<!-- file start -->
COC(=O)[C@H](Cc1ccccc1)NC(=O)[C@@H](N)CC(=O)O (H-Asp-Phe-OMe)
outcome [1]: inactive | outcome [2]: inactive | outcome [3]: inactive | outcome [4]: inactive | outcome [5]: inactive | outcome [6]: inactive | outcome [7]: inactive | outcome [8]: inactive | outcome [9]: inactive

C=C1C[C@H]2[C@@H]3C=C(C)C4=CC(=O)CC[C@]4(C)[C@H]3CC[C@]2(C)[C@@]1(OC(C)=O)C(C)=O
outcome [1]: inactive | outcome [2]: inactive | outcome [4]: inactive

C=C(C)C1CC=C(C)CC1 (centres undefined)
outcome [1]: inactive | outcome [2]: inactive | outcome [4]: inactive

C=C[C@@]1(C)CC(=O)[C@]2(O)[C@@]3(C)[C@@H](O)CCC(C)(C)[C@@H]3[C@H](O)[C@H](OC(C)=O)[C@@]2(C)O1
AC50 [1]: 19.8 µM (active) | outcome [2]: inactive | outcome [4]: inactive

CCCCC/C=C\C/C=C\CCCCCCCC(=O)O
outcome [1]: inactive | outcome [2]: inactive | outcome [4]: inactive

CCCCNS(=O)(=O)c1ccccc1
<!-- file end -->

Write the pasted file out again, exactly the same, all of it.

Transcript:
COC(=O)[C@H](Cc1ccccc1)NC(=O)[C@@H](N)CC(=O)O (H-Asp-Phe-OMe)
outcome [1]: inactive | outcome [2]: inactive | outcome [3]: inactive | outcome [4]: inactive | outcome [5]: inactive | outcome [6]: inactive | outcome [7]: inactive | outcome [8]: inactive | outcome [9]: inactive

C=C1C[C@H]2[C@@H]3C=C(C)C4=CC(=O)CC[C@]4(C)[C@H]3CC[C@]2(C)[C@@]1(OC(C)=O)C(C)=O
outcome [1]: inactive | outcome [2]: inactive | outcome [4]: inactive

C=C(C)C1CC=C(C)CC1 (centres undefined)
outcome [1]: inactive | outcome [2]: inactive | outcome [4]: inactive

C=C[C@@]1(C)CC(=O)[C@]2(O)[C@@]3(C)[C@@H](O)CCC(C)(C)[C@@H]3[C@H](O)[C@H](OC(C)=O)[C@@]2(C)O1
AC50 [1]: 19.8 µM (active) | outcome [2]: inactive | outcome [4]: inactive

CCCCC/C=C\C/C=C\CCCCCCCC(=O)O
outcome [1]: inactive | outcome [2]: inactive | outcome [4]: inactive

CCCCNS(=O)(=O)c1ccccc1